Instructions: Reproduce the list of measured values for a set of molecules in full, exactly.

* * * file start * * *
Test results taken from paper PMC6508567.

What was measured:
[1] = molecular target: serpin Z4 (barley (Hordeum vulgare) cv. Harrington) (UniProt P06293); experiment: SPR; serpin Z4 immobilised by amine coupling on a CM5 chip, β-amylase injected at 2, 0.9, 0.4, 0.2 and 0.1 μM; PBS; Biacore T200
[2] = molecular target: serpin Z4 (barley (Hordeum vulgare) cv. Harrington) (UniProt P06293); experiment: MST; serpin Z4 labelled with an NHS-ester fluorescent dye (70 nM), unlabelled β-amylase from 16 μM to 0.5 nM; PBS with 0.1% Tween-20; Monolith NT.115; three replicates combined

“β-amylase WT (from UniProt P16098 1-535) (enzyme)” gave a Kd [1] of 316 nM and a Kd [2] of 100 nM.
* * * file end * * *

Test results taken from paper PMC6508567.

What was measured:
[1] = molecular target: serpin Z4 (barley (Hordeum vulgare) cv. Harrington) (UniProt P06293); experiment: SPR; serpin Z4 immobilised by amine coupling on a CM5 chip, β-amylase injected at 2, 0.9, 0.4, 0.2 and 0.1 μM; PBS; Biacore T200
[2] = molecular target: serpin Z4 (barley (Hordeum vulgare) cv. Harrington) (UniProt P06293); experiment: MST; serpin Z4 labelled with an NHS-ester fluorescent dye (70 nM), unlabelled β-amylase from 16 μM to 0.5 nM; PBS with 0.1% Tween-20; Monolith NT.115; three replicates combined

“β-amylase WT (from UniProt P16098 1-535) (enzyme)” gave a Kd [1] of 316 nM and a Kd [2] of 100 nM.